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Rugby World Cup 2023

(Juan Jose Gasparini/Gallo Images/Getty Images)

After the success of its inaugural tournament back in 1987, the Rugby World Cup is now considered one of the most important sporting tournaments in the world. Held every four years, the Rugby World Cup is contested by 20 nations who are put in four groups of five teams each.

The Springboks are the reigning world champions, having won the 2019 edition of the tournament in Japan. The draw for the 2023 World Cup was made on December 14, 2020, although eight of the 20 teams to compete in France are still yet to qualify.

The seedings for the draw were decided by the World Rugby rankings as of January 1, 2020, leading to some quirks in the eventual pools. Australia for the third tournament in a row were drawn alongside Fiji and Wales, the latter of whom were ranked ninth at the time of the draw but were considered one of the top seeds having been ranked fourth earlier in the year.

New Zealand were drawn against hosts France in Pool A in what will make for a tantalising match-up – both sides will be firmly amongst the favourites come 2023. Italy is the other seeded side in that group.

Reigning champions South Africa will have to contend with Scotland and Ireland in Pool B, while England face a potentially tricky group with Japan and Argentina their seeded opponents.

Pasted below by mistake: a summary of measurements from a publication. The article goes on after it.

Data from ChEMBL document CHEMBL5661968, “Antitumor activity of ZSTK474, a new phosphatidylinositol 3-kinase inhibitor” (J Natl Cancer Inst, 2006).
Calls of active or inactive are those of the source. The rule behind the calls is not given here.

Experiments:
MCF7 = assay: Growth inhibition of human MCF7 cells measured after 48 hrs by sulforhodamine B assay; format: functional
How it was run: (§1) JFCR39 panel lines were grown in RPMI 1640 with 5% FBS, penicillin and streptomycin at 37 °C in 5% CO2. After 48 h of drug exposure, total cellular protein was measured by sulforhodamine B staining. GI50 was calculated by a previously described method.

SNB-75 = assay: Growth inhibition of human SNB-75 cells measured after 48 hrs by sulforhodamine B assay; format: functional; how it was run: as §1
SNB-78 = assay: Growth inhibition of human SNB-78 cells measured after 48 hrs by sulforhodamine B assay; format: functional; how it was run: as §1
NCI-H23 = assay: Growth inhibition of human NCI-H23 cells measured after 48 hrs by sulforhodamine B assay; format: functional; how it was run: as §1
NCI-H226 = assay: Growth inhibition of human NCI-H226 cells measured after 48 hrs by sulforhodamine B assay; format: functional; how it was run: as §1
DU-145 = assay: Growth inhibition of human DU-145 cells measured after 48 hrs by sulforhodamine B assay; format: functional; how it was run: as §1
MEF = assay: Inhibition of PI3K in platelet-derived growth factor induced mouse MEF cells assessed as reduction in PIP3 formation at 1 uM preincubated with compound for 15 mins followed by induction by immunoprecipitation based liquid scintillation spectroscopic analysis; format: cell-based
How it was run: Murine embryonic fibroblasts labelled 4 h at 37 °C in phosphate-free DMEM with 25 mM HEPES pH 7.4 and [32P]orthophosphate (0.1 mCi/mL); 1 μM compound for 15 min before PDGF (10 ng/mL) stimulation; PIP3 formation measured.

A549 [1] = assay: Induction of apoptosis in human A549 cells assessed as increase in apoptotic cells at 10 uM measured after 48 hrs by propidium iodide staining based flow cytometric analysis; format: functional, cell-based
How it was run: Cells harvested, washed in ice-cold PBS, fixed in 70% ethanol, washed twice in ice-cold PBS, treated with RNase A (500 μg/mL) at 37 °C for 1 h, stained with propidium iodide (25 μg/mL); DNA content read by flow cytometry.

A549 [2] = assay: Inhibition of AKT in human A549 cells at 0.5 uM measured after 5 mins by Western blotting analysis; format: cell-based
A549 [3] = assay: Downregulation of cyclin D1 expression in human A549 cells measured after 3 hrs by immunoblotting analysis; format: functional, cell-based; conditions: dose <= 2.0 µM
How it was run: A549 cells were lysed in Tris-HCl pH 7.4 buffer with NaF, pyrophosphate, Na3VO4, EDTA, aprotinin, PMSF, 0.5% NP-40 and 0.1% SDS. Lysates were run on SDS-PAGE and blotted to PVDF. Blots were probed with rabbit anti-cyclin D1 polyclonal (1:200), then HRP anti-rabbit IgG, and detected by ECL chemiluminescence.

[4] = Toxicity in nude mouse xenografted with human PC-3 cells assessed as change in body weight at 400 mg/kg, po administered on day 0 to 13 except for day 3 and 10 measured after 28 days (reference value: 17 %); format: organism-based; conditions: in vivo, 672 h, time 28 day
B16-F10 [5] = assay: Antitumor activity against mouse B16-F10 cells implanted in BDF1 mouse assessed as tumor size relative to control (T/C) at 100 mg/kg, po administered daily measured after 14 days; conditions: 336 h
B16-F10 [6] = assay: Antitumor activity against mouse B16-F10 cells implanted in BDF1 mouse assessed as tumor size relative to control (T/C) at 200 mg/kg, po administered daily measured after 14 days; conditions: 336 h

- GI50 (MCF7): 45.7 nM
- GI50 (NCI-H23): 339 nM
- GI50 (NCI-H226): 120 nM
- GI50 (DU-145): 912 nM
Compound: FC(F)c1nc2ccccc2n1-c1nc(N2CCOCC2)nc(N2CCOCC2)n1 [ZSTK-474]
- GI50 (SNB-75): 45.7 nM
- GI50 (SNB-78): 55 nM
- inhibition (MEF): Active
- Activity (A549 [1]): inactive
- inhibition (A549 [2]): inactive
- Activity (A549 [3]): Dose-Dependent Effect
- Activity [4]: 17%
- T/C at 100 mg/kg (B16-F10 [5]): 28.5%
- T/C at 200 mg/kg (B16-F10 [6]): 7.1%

Pool A Pool B Pool C Pool D
New Zealand South Africa Wales England
France Ireland Australia Japan
Italy Scotland Fiji Argentina
Americas 1 Asia/Pacific 1 Europe 1 Oceania 1
Africa 1 Europe 2 Final qualifier winner Americas 2


In the Rugby World Cup, each team plays the other countries in their pool once. The top two teams progress to the quarter-finals and the others are eliminated – although teams who finish third in their group are at least granted automatic qualification to the next World Cup.

The winner of the tournament is awarded the Webb Ellis trophy. South Africa’s victory saw them tie with New Zealand as the most successful World Cup nation with three tournament wins each, the Boks having never lost a World Cup Final. Australia has one twice, and England once.

The full list of venues from the 2023 World Cup is as follows:

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  • Stade de France, Paris
  • Stade Velodrome, Marseille
  • Parc Olympique Lyonnais, Lyon
  • Stade Pierre-Mauroy, Lille
  • Matmut Atlantique, Bordeaux
  • Stade Geoffroy-Guichard, Saint-Etienne
  • Allianz Riviera, Nice
  • Stade de la Beaujoire, Nantes
  • Stadium Municipal, Toulouse

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